- MUFG leads banks lower as benchmark JGB yields breach zero
- Nomura shares decline after Jefferies downgrades stock
It’s been a rough couple of weeks for Japanese bank investors.
The shares were the biggest losers after the Bank of Japan decided to introduce negative interest rates late last month, and now they’re being clobbered by a global selloff of financial stocks stemming from concerns about the health of their European competitors.
Mitsubishi UFJ Financial Group Inc. and Sumitomo Mitsui Financial Group Inc., Japan’s biggest lenders by market value, fell more than 8 percent Tuesday in Tokyo. The companies are now trading at less than half the book value of their assets.
Japan’s benchmark 10-year government bond yields dropped below zero for the first time, underscoring the challenge for banks to make money from lending in the world’s third-largest economy. European and U.S. financial stocks plunged on Monday as Deutsche Bank AG became the largest lender in at least four years to feel compelled to reassure investors and employees that it has enough cash to pay its debts.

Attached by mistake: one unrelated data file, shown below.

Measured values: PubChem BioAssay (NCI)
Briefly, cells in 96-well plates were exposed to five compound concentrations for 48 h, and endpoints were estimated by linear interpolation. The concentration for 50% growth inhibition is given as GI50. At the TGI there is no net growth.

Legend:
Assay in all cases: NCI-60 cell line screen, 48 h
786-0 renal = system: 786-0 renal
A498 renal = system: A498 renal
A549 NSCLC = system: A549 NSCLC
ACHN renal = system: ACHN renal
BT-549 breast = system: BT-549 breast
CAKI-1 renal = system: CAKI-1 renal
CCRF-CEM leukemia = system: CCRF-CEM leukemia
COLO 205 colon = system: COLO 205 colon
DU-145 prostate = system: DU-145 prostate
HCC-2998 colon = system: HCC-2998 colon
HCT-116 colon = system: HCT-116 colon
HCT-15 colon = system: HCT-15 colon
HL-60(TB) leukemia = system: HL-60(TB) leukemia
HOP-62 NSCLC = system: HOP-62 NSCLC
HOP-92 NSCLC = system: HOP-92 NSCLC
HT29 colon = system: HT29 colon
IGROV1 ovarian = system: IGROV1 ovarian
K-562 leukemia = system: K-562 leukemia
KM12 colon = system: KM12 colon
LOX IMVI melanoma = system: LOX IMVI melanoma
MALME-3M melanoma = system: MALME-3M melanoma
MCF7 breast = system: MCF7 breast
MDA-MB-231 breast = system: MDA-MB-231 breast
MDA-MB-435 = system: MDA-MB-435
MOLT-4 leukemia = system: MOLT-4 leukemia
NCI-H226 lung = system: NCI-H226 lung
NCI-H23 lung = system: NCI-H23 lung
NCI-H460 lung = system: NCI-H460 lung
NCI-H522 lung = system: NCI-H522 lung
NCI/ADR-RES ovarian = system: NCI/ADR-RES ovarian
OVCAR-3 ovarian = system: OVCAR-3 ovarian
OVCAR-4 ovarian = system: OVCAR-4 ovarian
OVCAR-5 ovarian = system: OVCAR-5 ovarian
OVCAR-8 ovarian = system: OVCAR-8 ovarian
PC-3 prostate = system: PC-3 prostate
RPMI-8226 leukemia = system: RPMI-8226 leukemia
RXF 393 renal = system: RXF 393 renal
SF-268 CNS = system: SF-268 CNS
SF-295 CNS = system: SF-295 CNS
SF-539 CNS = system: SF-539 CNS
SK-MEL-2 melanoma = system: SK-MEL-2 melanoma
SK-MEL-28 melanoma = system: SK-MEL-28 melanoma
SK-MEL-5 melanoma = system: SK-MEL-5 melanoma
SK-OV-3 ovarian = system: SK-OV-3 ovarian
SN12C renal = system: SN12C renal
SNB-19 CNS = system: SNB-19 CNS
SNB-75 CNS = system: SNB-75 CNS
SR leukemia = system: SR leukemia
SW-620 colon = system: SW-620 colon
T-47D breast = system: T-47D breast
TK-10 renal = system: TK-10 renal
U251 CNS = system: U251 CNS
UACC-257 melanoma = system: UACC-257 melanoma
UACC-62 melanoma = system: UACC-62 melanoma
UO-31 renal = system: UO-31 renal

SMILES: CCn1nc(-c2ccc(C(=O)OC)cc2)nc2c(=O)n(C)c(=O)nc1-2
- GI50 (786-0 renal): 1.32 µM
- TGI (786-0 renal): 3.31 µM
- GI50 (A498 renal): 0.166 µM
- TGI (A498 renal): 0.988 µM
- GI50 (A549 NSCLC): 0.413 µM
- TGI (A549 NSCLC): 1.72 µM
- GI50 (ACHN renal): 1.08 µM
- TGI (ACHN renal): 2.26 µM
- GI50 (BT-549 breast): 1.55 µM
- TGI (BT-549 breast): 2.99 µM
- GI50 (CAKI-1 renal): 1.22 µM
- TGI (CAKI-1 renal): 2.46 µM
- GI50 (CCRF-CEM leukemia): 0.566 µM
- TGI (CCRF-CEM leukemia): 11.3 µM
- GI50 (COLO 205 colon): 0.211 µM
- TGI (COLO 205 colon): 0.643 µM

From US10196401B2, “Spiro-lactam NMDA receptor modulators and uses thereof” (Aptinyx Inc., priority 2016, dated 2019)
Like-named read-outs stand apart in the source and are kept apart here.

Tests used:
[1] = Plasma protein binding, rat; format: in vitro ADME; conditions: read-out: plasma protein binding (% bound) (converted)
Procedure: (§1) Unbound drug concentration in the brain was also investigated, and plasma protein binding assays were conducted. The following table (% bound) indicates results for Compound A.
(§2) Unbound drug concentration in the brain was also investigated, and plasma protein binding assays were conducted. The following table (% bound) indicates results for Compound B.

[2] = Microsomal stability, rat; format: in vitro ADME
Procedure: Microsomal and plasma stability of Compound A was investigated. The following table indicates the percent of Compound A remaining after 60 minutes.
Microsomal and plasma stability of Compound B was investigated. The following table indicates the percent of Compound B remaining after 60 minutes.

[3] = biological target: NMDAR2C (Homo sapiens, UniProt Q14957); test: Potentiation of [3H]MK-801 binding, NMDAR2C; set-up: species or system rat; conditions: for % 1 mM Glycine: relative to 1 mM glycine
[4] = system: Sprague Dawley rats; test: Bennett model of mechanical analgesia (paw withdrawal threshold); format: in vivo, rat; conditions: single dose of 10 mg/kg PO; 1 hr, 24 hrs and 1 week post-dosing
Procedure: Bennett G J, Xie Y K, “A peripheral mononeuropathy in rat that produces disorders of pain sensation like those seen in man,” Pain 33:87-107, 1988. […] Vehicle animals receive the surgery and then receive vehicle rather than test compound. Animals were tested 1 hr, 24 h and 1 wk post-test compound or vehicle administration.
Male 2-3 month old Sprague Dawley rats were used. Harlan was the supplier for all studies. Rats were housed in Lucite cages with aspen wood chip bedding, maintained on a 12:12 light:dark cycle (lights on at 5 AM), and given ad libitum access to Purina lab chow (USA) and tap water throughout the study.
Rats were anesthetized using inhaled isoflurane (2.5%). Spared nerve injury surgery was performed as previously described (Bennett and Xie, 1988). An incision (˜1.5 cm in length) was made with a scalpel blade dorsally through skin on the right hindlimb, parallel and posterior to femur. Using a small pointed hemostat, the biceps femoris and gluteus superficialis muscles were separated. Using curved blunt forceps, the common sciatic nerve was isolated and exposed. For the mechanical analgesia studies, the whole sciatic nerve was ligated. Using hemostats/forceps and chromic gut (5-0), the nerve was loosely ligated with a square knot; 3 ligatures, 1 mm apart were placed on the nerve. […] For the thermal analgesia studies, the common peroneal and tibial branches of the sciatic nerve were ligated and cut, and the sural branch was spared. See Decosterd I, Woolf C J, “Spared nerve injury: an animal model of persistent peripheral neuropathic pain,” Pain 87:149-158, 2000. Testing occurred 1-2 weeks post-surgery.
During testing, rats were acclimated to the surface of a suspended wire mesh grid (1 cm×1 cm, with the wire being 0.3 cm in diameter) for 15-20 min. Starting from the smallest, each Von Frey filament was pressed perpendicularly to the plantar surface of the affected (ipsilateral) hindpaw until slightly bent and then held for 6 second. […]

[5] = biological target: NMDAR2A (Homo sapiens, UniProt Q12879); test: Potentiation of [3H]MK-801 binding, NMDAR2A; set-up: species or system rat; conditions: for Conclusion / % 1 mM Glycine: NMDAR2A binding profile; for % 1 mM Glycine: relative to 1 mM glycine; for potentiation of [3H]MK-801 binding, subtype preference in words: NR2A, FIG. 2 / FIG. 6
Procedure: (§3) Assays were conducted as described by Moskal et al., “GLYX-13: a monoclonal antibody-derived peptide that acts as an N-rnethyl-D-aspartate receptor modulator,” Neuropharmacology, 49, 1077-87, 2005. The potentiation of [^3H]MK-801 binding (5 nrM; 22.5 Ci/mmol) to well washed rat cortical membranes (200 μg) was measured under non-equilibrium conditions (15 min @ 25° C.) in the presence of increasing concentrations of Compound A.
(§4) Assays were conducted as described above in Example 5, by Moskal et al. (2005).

"Japan’s market is getting hit across the board amid the global selloff, and bank shares are being hurt by concerns about the BOJ’s adoption of negative rates," said Takashi Miura, a Tokyo-based analyst at Credit Suisse Group AG. "Traders are jumpy about the possibility of more easing steps by the BOJ, so it’s hard to buy shares."
Banks, brokerages and other financial companies were the worst-performing industry groups on Japan’s benchmark Topix index, which slumped 5.3 percent as of 12:45 p.m. local time. Nomura Holdings Inc.plunged 11 percent, extending this month’s decline to 23 percent, a day after Jefferies Group LLC downgraded the nation’s largest securities firm on concerns that its overseas operations are losing money.
Financial Services Minister Taro Aso said the government will monitor the impact of negative rates on financial institutions. The Topix Banks Index has dropped about 21 percent since BOJ Governor Haruhiko Kuroda’s board on Jan. 29 said it will start charging lenders 0.1 percent interest for some of their deposits held at the institution.